A karst landscape full of layers
The pale grey to greyish-blue limestone layers or tiers that dominate the Burren were laid down at the end of the Lower Carboniferous (Visean) period, some 340 million years ago and in some locations attaining a thickness of 780m. This limestone is composed of sediments and calcium-rich skeletal remains of marine organisms that populated the warm, shallow sea that lay over the region at that time. These were all eventually compressed by their own weight and that of the sea above, and subsequently elevated to reveal the massive, often fossil-rich, beds of rock that we see today.
Relatively insoluble shale bands separate these limestone beds, facilitating the formation of today’s terraced landscape. These bands originate from ancient periodic fluvial outwashes of mud from adjacent land masses onto the sea bed. Later, in the Upper Carboniferous (Namurian) period, the sea basin deepened and the fluvial outwashes of mud, sand and clay became the dominant depositional sediments. Eventually, following compression, these developed into thick (up to 330m) layers of shales, siltstones and sandstones as can be seen at the Cliffs of Moher today. These darker, impermeable rocks once cloaked the entire Burren but were largely removed through glaciation and now survive only intermittently in the west of the region around Lisdoonvarna and more consistently further south.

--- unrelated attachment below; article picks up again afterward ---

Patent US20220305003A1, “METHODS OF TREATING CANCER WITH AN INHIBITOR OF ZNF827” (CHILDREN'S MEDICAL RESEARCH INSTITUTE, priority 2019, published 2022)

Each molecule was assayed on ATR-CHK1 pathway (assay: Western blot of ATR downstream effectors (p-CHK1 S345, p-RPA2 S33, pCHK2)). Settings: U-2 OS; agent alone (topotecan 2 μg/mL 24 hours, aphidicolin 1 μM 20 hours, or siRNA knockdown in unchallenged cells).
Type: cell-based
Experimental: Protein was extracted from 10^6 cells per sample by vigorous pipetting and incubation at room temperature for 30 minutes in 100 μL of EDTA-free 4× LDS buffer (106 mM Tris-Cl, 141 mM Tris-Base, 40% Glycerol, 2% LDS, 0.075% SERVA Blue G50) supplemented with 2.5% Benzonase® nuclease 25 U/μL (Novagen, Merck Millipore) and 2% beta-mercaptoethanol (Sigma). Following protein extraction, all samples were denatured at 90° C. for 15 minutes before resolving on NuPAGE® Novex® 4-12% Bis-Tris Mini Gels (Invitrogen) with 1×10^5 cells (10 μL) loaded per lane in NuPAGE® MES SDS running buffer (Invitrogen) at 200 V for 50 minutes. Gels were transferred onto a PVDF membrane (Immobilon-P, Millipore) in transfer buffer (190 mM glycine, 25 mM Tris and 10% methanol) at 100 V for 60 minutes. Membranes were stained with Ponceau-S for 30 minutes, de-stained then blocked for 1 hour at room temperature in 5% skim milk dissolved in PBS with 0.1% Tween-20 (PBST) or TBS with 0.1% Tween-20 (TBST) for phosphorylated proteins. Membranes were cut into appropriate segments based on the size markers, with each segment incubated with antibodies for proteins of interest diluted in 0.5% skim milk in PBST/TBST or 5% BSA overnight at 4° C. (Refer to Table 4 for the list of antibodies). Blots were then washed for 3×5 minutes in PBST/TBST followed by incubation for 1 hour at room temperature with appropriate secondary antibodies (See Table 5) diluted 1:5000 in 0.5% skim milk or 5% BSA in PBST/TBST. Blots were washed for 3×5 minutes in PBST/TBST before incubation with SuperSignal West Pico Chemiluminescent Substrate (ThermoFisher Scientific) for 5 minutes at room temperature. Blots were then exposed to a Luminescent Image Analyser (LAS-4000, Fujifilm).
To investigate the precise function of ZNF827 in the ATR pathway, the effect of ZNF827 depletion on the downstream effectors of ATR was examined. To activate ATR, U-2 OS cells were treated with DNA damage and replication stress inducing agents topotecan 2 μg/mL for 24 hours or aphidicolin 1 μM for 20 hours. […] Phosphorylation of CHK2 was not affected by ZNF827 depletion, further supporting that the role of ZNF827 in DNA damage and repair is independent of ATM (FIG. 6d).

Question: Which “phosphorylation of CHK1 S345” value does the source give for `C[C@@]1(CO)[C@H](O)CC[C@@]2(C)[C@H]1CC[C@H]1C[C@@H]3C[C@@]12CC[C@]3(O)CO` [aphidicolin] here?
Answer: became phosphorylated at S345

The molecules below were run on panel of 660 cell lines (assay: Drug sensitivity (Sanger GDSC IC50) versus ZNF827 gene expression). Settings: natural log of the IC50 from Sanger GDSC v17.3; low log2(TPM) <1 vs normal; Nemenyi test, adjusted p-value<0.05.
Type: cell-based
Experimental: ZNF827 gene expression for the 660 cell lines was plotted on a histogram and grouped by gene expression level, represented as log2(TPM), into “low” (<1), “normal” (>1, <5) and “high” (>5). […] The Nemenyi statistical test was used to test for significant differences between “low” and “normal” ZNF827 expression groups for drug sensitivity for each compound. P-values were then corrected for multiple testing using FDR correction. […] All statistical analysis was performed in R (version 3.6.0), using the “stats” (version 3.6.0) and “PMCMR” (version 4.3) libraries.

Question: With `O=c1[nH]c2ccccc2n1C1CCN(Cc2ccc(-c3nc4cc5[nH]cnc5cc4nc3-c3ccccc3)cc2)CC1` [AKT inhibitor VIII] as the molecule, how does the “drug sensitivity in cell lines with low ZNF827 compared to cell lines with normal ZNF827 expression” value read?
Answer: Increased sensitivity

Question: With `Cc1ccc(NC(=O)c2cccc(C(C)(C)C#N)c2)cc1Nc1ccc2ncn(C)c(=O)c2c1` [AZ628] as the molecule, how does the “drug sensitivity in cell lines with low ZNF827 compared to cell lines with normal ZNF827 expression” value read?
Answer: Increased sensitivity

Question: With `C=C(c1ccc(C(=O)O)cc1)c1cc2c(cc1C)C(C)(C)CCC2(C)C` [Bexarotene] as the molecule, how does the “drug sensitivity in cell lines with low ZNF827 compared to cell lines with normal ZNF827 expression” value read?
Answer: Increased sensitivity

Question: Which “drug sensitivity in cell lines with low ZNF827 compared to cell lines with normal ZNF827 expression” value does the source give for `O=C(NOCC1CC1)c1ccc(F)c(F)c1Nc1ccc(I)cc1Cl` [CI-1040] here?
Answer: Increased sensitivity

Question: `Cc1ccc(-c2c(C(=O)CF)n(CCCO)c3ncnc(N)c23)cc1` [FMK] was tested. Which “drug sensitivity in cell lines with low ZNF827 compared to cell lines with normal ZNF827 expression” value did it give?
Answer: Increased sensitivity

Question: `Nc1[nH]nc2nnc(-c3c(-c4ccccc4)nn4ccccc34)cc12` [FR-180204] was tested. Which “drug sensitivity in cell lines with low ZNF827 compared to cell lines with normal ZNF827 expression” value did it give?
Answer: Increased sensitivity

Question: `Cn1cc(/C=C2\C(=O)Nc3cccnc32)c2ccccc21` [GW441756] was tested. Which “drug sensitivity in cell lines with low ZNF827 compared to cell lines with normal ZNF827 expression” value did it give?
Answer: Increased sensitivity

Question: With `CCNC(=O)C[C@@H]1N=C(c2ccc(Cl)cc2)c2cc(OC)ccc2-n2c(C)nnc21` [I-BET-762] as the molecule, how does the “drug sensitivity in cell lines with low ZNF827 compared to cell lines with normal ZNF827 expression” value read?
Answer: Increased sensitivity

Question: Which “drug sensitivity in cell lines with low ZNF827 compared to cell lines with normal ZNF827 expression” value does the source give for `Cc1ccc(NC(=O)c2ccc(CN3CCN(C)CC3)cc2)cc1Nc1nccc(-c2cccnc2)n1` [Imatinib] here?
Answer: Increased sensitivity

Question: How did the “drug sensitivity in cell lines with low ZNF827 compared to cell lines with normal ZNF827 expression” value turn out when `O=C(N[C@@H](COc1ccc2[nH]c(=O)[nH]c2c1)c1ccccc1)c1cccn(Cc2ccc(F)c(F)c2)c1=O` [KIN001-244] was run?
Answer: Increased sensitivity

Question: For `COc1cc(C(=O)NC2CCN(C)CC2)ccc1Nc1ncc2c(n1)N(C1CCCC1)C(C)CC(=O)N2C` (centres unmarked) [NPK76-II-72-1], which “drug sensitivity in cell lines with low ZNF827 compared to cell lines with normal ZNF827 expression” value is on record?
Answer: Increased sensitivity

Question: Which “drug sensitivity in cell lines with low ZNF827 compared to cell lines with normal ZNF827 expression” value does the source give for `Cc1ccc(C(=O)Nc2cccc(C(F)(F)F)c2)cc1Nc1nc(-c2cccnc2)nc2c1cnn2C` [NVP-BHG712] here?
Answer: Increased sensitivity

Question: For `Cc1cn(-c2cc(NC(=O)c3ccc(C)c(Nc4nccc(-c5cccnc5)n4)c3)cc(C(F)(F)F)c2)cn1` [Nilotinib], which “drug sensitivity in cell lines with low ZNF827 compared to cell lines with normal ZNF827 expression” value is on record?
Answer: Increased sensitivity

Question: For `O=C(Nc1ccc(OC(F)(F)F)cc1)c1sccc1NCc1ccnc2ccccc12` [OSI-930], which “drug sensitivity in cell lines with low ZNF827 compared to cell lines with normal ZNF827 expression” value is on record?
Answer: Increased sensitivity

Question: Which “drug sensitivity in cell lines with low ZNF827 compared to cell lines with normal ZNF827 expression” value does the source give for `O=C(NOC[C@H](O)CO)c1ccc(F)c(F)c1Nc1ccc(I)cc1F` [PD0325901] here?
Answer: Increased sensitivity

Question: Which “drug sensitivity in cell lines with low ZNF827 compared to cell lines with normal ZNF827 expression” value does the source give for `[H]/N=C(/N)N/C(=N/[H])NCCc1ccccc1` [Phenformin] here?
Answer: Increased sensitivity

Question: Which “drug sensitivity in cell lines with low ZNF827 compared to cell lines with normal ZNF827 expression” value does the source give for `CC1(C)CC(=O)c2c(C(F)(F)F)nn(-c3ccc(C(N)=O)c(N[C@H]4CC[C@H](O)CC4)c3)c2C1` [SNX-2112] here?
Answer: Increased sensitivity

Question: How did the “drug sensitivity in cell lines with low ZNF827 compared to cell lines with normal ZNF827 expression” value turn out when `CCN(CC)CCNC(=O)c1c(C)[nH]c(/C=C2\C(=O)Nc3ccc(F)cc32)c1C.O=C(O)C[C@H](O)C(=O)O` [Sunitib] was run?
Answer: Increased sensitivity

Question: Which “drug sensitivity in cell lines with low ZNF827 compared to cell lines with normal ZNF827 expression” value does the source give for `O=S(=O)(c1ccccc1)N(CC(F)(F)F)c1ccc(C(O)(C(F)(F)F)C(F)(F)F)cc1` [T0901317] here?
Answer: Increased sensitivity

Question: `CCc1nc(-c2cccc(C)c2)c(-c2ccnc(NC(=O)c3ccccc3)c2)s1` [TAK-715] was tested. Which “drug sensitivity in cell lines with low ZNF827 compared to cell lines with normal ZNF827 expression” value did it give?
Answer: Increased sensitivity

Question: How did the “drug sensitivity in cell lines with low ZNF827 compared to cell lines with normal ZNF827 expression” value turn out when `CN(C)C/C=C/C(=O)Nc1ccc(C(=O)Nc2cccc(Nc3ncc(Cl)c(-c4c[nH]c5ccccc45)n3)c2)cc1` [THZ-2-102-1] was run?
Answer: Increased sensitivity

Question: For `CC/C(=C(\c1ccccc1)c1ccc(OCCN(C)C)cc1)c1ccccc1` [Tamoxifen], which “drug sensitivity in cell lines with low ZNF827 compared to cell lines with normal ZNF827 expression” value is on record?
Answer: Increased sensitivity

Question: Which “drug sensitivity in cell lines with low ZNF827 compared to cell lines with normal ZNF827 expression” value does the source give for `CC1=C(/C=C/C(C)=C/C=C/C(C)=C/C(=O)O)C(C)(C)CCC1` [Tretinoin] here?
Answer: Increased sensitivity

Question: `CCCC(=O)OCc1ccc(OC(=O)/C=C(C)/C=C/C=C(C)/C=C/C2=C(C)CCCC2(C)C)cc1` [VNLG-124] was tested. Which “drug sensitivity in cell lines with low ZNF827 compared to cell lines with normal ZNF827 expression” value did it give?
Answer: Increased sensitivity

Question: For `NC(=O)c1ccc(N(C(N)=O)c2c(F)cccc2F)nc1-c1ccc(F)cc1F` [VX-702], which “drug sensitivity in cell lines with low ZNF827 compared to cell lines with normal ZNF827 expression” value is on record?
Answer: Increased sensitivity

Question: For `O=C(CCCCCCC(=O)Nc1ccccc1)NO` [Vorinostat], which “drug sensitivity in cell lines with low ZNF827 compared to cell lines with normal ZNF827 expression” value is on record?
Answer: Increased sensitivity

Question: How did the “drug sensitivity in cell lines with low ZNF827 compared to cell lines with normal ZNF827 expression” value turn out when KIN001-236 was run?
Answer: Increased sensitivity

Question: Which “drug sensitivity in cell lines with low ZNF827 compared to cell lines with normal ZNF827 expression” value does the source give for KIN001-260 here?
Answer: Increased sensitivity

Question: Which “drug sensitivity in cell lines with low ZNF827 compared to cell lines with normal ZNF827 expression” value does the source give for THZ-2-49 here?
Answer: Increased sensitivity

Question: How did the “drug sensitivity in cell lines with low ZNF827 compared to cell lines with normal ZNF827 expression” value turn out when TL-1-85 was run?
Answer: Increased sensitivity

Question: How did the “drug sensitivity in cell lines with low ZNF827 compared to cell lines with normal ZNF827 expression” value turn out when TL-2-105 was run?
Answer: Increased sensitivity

The Burren is quite stable geologically, as it is underlain by Tournaisian limestone and further underpinned by Galway granite. Ancient earth movements have however affected the region, contributing to the formation of the distinctive pattern of joints seen in the limestone (essentially vertical lines of weakness) that pervade the entire area, and when further weathered develop into the characteristic clint-gryke systems. These forces also resulted in the asymmetric north-east to south-west folding of the limestone layers in certain peripheral areas, such as the spectacular ‘syncline’ (dipping fold in the rock) seen at Mullaghmore Mountain.